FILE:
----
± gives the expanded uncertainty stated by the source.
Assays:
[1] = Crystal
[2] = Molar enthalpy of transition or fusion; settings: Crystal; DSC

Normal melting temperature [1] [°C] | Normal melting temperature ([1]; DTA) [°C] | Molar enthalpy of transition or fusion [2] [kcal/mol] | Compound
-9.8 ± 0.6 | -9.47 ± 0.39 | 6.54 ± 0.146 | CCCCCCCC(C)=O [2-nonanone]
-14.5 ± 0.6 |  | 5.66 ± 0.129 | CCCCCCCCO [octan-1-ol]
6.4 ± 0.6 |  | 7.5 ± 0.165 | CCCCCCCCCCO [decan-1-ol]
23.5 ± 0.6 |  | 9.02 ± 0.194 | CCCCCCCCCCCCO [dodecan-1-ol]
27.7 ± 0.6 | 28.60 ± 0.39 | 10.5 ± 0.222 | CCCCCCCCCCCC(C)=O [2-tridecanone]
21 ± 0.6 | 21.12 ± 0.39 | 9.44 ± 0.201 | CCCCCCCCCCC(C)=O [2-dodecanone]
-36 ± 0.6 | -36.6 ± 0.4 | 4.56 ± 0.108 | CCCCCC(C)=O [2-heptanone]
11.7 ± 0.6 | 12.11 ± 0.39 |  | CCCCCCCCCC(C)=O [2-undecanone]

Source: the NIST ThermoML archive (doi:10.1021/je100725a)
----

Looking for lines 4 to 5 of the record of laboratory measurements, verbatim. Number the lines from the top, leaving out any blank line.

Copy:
[2] = Molar enthalpy of transition or fusion; settings: Crystal; DSC

Normal melting temperature [1] [°C] | Normal melting temperature ([1]; DTA) [°C] | Molar enthalpy of transition or fusion [2] [kcal/mol] | Compound